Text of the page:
NYCLU Decries Midwood Hate Crime, Cites Need for Reforms

Affiliate: ACLU of New York
November 6, 2006 12:00 am

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    FOR IMMEDIATE RELEASE
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    NEW YORK — The New York Civil Liberties Union today expressed dismay over the vicious bias assault perpetrated against a young Pakistani man in the Midwood section of Brooklyn last Sunday, October 29.

    “The attack on Shahid Amber was by no means the first such attack, but rather the latest in a far too long list of ethnic or religious attacks against South Asians, Arabs and Muslims since the terrorist attacks five years ago,” said Donna Lieberman, Executive Director of the NYCLU. “Police officials must investigate and prosecute this case thoroughly and fairly and must hold the perpetrators accountable for their reprehensible acts.”

    “But it is also critical that we examine the causes of attacks such as this,” Lieberman added. “Young people are not born to hate or to stereotype people based on their perceived ethnicity or religion — but they do learn by example. And our government has set a terrible example that has fueled racism and forced thousands of peaceful law abiding
    people in the Midwood section of Brooklyn and elsewhere to live in fear.”

    Lieberman cited a number of instances in which the government has engaged in profiling, including:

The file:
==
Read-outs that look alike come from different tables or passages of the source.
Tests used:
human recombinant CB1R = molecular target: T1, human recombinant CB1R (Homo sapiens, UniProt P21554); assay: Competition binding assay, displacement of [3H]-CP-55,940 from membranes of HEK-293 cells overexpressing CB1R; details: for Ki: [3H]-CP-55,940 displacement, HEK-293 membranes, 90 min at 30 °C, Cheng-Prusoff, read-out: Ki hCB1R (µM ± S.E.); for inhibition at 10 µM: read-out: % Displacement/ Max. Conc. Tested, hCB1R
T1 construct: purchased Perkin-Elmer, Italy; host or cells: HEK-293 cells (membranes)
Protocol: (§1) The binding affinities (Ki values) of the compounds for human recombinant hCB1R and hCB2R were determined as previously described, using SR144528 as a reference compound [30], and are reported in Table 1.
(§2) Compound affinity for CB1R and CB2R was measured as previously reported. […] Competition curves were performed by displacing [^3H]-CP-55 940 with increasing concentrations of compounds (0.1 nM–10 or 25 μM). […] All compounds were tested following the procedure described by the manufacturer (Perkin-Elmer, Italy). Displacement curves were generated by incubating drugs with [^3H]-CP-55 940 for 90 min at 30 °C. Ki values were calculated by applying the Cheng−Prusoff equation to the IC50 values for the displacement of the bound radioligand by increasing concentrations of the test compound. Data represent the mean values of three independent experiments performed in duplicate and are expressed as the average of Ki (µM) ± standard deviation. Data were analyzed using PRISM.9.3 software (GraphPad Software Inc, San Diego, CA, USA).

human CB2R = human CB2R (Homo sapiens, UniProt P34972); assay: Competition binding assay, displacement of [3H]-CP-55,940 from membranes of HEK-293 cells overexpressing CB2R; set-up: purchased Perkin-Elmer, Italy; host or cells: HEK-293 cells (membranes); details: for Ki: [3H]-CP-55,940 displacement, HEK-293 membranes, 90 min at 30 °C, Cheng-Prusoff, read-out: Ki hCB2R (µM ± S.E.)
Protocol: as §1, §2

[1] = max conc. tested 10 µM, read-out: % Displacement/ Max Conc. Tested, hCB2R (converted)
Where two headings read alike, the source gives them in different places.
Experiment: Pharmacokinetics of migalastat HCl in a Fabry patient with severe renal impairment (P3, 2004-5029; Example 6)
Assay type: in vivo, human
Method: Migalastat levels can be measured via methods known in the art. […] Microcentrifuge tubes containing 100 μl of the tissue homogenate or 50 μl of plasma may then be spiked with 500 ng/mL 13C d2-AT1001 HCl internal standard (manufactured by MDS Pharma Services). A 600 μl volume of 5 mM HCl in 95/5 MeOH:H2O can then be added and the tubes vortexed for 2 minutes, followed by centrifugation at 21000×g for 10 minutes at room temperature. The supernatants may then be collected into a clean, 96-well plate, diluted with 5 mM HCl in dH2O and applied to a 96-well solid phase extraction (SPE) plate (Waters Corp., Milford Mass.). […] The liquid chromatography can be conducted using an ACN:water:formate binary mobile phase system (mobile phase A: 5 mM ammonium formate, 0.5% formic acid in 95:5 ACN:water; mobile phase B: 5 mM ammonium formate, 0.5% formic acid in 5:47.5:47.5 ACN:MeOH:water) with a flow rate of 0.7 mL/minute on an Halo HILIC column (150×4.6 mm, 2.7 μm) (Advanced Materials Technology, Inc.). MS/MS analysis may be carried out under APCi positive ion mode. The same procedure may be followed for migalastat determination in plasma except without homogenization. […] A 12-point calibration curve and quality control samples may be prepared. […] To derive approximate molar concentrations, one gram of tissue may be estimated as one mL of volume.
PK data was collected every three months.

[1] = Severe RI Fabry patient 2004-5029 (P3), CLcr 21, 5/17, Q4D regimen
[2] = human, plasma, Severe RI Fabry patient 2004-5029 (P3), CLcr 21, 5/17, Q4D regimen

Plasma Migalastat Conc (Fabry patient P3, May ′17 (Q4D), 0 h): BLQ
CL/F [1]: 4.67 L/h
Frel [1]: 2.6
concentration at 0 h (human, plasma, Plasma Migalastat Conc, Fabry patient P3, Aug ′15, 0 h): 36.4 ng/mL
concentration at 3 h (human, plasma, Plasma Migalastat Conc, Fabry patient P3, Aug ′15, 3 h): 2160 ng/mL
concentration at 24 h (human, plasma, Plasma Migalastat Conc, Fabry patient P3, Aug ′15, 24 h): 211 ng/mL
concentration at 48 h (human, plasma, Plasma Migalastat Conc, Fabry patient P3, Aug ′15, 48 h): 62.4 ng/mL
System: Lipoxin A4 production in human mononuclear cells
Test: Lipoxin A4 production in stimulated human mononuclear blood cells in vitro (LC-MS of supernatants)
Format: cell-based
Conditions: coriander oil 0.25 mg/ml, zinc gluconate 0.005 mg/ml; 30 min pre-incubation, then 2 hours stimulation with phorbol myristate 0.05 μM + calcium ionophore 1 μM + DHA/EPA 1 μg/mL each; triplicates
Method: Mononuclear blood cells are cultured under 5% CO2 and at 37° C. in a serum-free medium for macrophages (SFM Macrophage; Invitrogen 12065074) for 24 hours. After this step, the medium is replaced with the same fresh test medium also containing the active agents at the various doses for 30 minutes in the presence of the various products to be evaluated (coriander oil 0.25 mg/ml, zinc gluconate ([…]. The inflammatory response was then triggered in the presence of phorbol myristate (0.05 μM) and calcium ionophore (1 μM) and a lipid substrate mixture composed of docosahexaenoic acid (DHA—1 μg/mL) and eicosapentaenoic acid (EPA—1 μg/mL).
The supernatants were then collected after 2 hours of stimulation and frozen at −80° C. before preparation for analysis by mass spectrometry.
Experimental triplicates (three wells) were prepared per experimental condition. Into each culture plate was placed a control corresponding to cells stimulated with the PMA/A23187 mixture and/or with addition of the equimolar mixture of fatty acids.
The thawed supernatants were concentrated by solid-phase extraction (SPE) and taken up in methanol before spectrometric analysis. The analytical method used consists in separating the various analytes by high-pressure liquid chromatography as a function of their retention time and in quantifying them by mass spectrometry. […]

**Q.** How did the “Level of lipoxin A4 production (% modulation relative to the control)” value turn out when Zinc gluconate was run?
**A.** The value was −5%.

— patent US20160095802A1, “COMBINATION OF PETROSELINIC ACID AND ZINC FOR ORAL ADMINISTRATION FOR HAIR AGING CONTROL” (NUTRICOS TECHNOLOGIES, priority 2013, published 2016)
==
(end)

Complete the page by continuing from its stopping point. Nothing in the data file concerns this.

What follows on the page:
• the roundups and brutal detentions in the months following September 11, 2001 which decimated the South Asian community in Midwood;
    • the detention at the border of dozens of Muslim Americans returning from a religious conference in Canada in December 2004; and
    • the special registration and FBI interrogations programs, which targeted immigrant men from South Asian and Muslim countries.

    “It’s time for us as a nation to take a hard look at our government’s policy of using profiling as a substitute for effective anti-terrorism law enforcement and to demand real anti-profiling policies,” Lieberman said.

    She also encouraged all schools — whether private or public, secular or religious — to develop programs that affirmatively build tolerance and understanding across racial, ethnic and religious divides.

    “It’s incumbent upon educators and upon our government to develop innovative educational programming that will help put an end to the religious and ethnic violence that does so much harm both to the individuals targeted in hate crimes and to the very fabric of our society,” said Lieberman.

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